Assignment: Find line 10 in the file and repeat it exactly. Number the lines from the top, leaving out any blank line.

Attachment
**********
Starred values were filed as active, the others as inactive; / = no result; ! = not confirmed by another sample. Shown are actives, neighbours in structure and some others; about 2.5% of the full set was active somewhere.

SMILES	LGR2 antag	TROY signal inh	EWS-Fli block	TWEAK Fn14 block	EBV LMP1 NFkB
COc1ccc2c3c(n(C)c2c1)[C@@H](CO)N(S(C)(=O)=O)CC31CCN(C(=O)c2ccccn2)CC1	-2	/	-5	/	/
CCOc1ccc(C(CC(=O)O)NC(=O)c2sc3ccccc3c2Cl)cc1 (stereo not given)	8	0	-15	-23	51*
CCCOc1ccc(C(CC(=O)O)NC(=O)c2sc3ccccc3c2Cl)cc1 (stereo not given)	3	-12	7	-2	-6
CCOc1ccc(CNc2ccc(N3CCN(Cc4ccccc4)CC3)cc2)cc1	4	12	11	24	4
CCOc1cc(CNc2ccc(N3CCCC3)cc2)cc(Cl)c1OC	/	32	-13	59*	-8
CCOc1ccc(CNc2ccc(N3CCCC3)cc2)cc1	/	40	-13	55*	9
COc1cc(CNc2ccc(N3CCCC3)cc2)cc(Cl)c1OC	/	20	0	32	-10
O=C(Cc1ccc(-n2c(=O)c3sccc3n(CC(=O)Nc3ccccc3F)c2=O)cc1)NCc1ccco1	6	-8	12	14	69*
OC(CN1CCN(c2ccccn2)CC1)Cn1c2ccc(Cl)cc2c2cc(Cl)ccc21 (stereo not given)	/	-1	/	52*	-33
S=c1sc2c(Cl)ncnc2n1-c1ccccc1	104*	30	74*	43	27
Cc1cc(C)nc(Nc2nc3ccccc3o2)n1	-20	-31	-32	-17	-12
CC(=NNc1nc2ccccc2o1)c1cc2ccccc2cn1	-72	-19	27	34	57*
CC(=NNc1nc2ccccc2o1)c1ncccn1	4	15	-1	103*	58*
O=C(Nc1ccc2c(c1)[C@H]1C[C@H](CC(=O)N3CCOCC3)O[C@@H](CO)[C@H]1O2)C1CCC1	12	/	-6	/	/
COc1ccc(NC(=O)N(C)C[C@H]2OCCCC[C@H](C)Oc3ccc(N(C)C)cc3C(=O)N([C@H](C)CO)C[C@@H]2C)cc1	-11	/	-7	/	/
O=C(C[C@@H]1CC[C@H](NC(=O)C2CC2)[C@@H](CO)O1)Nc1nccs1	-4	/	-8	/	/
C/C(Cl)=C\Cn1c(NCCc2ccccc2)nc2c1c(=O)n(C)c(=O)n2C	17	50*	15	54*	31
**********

O=C(Cc1ccc(-n2c(=O)c3sccc3n(CC(=O)Nc3ccccc3F)c2=O)cc1)NCc1ccco1	6	-8	12	14	69*